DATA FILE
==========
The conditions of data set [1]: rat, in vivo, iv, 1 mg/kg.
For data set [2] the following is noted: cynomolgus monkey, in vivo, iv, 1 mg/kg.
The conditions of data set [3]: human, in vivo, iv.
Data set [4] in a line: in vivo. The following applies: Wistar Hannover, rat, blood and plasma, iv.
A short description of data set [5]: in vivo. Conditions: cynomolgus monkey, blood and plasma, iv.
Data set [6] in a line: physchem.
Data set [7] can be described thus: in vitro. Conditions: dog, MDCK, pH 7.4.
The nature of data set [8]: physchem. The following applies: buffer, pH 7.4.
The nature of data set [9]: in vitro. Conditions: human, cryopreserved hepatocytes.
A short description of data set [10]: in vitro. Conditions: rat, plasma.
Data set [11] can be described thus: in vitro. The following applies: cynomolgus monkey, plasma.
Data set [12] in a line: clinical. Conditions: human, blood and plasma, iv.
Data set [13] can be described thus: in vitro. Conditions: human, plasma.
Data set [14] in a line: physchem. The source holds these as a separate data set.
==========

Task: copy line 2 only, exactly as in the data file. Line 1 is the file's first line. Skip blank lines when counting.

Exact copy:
For data set [2] the following is noted: cynomolgus monkey, in vivo, iv, 1 mg/kg.